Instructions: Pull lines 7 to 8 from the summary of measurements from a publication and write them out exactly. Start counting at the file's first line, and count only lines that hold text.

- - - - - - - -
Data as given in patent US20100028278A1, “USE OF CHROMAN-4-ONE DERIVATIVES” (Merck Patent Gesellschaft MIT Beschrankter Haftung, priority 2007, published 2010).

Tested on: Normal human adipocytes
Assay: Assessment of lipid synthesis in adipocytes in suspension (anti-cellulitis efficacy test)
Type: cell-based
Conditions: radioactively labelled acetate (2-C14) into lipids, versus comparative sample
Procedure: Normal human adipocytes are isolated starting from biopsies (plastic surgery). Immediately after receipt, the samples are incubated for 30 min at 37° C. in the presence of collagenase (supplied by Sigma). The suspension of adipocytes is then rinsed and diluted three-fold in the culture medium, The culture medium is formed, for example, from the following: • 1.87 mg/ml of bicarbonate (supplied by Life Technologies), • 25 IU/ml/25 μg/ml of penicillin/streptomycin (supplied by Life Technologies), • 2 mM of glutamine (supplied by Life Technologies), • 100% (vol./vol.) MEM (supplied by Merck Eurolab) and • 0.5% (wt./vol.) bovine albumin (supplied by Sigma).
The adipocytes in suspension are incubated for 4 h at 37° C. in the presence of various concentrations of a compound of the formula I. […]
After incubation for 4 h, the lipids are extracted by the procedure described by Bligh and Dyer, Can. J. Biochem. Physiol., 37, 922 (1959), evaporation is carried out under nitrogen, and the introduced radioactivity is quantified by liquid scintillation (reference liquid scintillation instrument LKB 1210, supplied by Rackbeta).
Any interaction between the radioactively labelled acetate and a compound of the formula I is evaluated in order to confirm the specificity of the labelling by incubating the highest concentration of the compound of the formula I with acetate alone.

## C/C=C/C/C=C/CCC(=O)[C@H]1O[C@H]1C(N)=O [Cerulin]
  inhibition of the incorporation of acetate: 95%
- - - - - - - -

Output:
The adipocytes in suspension are incubated for 4 h at 37° C. in the presence of various concentrations of a compound of the formula I. […]
After incubation for 4 h, the lipids are extracted by the procedure described by Bligh and Dyer, Can. J. Biochem. Physiol., 37, 922 (1959), evaporation is carried out under nitrogen, and the introduced radioactivity is quantified by liquid scintillation (reference liquid scintillation instrument LKB 1210, supplied by Rackbeta).